This group covers types of spondylitis that cause symptoms in the arms and legs. Common affected areas include joints in the:

  • knees
  • ankles
  • feet
  • hands
  • wrists
  • elbows
  • shoulders

Types of spondylitis disease that fit into this category are:

  • psoriatic arthritis
  • enteropathic arthritis
  • reactive arthritis
  • undifferentiated arthritis

Doctors don’t fully know the causes of spondylitis diseases. Medical research shows that some types, like ankylosing spondylitis, may be genetic. This means you’re more likely to develop it if someone else in your family has it.

There are up to 30 genes that are linked to ankylosing spondylitis. Some of these genes may also cause other types of spondylitis.

Other possible causes of spondylitis include bacterial infections. You may have a higher risk for types like enteropathic arthritis and reactive spondylitis if you have an intestine, bladder, or genital infection.

You may be more likely to develop enteropathic arthritis if you have other inflammatory bowel diseases (IBD) like Crohn’s disease and ulcerative colitis.

Up to 20 percent of people with IBD also have enteropathic arthritis. It’s more common in teens and younger adults.

Unmanaged stress may trigger or worsen some types of spondylitis. An older survey of people with ankylosing spondylitis found 80 percent said stress caused their symptoms.

Your doctor will perform a physical exam and discuss your medical history to find out whether you have spondylitis. You may also need tests and scans to confirm a diagnosis, such as:

  • blood test to check for inflammation and signs of infection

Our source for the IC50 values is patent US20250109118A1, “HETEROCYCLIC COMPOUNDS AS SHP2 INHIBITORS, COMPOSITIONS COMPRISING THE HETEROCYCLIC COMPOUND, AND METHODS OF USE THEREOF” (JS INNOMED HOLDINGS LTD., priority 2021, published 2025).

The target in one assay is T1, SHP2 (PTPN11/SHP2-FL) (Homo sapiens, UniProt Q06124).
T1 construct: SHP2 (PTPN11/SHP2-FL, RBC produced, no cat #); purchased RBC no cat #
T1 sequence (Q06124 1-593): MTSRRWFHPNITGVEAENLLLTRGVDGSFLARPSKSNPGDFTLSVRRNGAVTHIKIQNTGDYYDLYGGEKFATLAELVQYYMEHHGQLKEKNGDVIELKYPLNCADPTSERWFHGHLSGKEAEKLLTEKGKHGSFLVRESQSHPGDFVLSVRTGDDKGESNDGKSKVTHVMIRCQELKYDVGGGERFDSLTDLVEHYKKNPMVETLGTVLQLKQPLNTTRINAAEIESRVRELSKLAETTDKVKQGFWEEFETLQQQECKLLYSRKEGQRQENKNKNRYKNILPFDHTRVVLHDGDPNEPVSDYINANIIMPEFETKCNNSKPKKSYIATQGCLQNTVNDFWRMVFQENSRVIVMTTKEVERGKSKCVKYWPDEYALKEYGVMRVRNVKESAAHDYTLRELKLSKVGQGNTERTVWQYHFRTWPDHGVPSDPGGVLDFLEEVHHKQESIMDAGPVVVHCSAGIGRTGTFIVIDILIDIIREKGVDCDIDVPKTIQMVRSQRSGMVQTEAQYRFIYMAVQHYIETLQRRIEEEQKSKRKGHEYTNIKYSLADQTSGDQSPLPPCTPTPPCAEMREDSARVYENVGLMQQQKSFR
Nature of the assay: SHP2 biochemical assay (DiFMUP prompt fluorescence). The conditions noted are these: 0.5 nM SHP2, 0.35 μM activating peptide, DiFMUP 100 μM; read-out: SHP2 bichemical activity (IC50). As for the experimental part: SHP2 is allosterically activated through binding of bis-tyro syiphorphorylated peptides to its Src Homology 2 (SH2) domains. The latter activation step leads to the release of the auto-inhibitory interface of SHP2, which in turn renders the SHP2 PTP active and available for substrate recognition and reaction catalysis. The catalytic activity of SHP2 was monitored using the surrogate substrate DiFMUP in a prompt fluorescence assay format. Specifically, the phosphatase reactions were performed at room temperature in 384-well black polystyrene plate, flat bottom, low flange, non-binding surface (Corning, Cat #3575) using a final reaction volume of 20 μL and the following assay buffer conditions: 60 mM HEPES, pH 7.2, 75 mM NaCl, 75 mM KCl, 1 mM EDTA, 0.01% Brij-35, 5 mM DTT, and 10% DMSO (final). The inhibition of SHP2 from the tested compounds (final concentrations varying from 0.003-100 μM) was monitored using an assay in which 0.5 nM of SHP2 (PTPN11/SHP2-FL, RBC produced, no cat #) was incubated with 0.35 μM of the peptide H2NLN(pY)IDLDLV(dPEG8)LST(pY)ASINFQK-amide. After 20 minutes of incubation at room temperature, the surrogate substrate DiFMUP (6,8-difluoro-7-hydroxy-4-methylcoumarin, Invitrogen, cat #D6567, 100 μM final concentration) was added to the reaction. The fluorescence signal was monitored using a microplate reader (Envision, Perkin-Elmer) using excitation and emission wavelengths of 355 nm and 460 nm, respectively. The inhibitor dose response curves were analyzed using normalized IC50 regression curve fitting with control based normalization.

• X-ray of your hip and pelvis
  • MRI scan of your back, hip, and pelvis
  • genetic testing

Keep a symptom journal, and note when you have symptom flare-ups. This may help your doctor diagnose your spondylitis.

Finding the best doctor for spondylitis

Different types of spondylitis may need different kinds of treatments. Some doctors may have specialized training and experience in treating a specific type of spondylitis, but not others. There are several ways to find a qualified specialist:

  • Ask your primary care doctor to refer you to a joint or arthritis specialist who’s experienced in treating the type of spondylitis you have.
  • Check information websites like the Spondylitis Association of America and the Arthritis Foundation. They have lists of doctors who treat spondylitis in your area.
  • Join a local spondylitis support group to find out which doctors people recommend.

Treatment for spondylitis usually targets pain and inflammation. Bringing down inflammation (swelling) in the spine, joints, and body may help stop or reduce symptoms.

Your doctor may recommend the following:

  • NSAIDs like aspirin, ibuprofen, or naproxen
  • disease-modifying antirheumatic drugs (DMARDs)
  • tumor necrosis alpha (TNF-alpha) blockers
  • steroid injections
  • steroid eye drops
  • physical therapy, like the gym and water exercises
  • surgery for the back or hip
what you can do at home

Home remedies to help soothe symptoms include:

  • over-the-counter pain-relief medications
  • support bandages and braces
  • home massages
  • warm baths
  • infrared sauna
  • balanced diet
  • daily exercise
  • smoking cessation
  • avoidance of alcohol

Some types of spondylitis, like reactive arthritis, last for about 3 to 12 months. You may have a risk for it reoccurring if you have this type of spondylitis. Some people with spondylitis can get other kinds of arthritis.

If you have ankylosing spondylitis, you may have symptom flare-ups. Complications of ankylosing spondylitis include the spine becoming fused over time. This happens when new bone grows and makes the spine less flexible.

A rare complication of spondylitis affects the heart. The inflammation can spread to the heart and lead to serious heart disease, including:

Spondylitis is an umbrella term for several similar kinds of arthritis diseases. It commonly affects the back, but you can have a number of associated symptoms, like eye inflammation or small joint pain, before the onset of back pain.

Tell your doctor immediately if you have any symptoms, or if your symptoms get worse. Treating spondylitis early can help reduce symptoms and avoid other health complications.